Your Caregiver's English Language Proficiency Could Be a Matter of Life and Death

Your Caregiver's English Language Proficiency Could Be a Matter of Life and Death

If you are elderly or disabled, would you feel safe having caregivers with inadequate English-language skills?

England has many of the same “diversity” challenges we face in the United States.

The recent death of Barbara Rymell, as reported in The Telegraph, shows us the danger of bringing in foreign caregivers and medical personnel with inadequate English skills.

Mrs. Rymell, age 92 and suffering from dementia, lived at the Ashley House Residential Home in Langport, Somerset, a county in southwestern England.

She was on a stairlift, which is a mechanical device for moving an elderly, infirm or disabled person up or down the stairs.

Against the residential home’s own policy, Barbara was left alone on the stairlift for five minutes. She got off the machine and attempted to walk up the staircase, but she fell back downwards, getting her head caught under the stairlift chair.

This predicament was bad enough, but it wasn’t helped by the inadequate English skills of her caregivers, who called 999 (British equivalent of 911) but couldn’t communicate effectively.

The Telegraph explains the problem: “In a 999 call, her two carers [caregivers], who were Romanian and Indian, were unable to explain to the emergency services what had happened to her and did not understand the difference between the patient being ‘alive’ and ‘alert,' or ‘breathing’ and ‘bleeding.'”

Such a lack of understanding is quite inadequate, especially when dealing with a life and death situation.

“Their lack of English ‘severely hampered’ the call handler’s response and made a ‘meaningful’ assessment of Mrs. Rymell’s condition ‘virtually impossible,' the coroner said. Following the call, her [Barbara’s] case was classified as ‘serious’ rather than requiring an ‘immediate’ response, and when paramedics arrived at the care home she had died.”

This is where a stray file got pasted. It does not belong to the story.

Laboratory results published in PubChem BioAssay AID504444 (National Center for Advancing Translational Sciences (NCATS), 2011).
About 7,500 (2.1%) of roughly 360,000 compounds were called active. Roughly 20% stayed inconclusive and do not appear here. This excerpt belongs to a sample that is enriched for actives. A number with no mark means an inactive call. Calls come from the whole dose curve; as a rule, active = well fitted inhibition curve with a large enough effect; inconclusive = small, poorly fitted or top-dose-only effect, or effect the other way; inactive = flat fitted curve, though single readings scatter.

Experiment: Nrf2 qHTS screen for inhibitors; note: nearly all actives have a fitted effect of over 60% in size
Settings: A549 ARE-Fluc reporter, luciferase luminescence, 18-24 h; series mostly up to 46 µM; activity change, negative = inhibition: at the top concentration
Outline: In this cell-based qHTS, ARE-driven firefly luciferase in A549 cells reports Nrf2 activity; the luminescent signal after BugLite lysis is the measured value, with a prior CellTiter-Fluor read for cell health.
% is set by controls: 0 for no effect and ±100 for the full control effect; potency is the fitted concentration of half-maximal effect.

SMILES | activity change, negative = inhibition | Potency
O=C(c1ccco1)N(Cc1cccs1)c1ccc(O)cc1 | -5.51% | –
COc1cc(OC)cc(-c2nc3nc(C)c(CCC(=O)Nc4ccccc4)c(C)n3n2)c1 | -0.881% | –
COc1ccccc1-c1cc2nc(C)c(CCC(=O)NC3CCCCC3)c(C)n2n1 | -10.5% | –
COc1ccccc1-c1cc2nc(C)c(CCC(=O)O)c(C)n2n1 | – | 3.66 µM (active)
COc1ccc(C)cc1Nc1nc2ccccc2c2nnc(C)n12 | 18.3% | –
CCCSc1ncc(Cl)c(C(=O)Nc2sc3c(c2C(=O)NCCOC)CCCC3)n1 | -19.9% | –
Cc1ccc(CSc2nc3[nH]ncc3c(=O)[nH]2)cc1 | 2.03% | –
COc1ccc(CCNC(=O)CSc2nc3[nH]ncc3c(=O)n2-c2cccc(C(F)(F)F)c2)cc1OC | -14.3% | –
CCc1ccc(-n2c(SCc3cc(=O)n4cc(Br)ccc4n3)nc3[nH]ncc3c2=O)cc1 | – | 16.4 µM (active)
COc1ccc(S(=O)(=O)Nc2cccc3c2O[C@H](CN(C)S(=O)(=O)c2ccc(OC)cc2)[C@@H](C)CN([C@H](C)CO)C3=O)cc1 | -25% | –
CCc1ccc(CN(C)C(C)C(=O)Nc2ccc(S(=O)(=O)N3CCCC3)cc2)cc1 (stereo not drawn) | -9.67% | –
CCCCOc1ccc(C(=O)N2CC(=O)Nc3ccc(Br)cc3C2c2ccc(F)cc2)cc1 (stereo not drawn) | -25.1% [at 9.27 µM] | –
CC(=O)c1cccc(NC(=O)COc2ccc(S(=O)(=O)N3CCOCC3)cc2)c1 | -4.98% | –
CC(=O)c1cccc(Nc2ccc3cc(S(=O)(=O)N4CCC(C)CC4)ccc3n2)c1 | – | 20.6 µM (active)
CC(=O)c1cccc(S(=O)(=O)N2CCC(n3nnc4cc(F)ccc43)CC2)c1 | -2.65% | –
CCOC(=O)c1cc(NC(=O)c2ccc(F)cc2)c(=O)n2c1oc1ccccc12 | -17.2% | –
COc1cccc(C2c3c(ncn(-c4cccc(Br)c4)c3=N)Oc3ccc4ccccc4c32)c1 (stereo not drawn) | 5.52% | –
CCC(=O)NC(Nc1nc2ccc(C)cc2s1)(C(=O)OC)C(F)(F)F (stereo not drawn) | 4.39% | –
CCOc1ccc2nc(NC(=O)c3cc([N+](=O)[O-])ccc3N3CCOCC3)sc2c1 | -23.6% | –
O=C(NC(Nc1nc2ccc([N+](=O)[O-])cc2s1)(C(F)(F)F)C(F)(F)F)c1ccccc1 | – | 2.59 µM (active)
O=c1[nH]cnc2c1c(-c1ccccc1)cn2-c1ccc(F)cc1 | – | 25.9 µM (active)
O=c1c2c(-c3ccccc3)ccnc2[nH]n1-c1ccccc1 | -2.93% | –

Barbara’s death was attributed to dementia, frailty and “mechanical obstruction of respiration."

To her credit, Somerset county coroner Samantha Marsh did not ignore the language problem and has openly addressed it.

“Samantha Marsh, the senior coroner for Somerset, has written to the Home Office and Helen Whately, the minister for social care, to warn of the potential for future deaths if English [language] standards are not addressed. She said the current English test for foreign health staff was ‘wholly insufficient.'”

Based on this case, it sure sounds like it.

“The report found that neither of the care workers was able to clearly explain the medical emergency and that the call handler selected the wrong pathway for treatment. ‘The correct pathway that should have been selected was "entrapment" but at no time during the call did the carer give any information that would have indicated that this was the presenting problem,’ said the report.”

And, “[Coroner] Mrs Marsh said she had been shown evidence that at least one of the carers’ understanding of English did not meet the standards required to work in Britain, which include proving that they can read, write, speak and understand the language. ‘Applicants for a visa must have passed a Secure English Language Test (Selt). It transpired during the inquest that one of the workers on the evening of August 8 2022 had never passed the Selt, so was not qualified or permitted to work in the UK,’ the report added.”

Coroner Marsh is calling the British government to account: "Addressing the Government in her Prevention of Future Deaths report, Mrs Marsh said: ‘I am concerned that those working with vulnerable people who are in a position of trust and responsibility must be able to demonstrate a sufficient proficiency in English to enable them to summon appropriate emergency medical attention when needed.’ Mrs Marsh told the Home Office and Mrs Whately that they have until Jan 22 to respond to her concerns.”

Good for her!

A humane society cares for its elderly and infirm.

Dumping our senior citizens into the care of people who can’t speak enough English to distinguish “alive” and “alert” is an outrage.

If we lack caregivers, let’s train our own people to do the job, at a good salary.

That’s better than importing foreigners who can’t speak enough English to make a proper emergency call.

You can find more of Allan Wall's work at his website.

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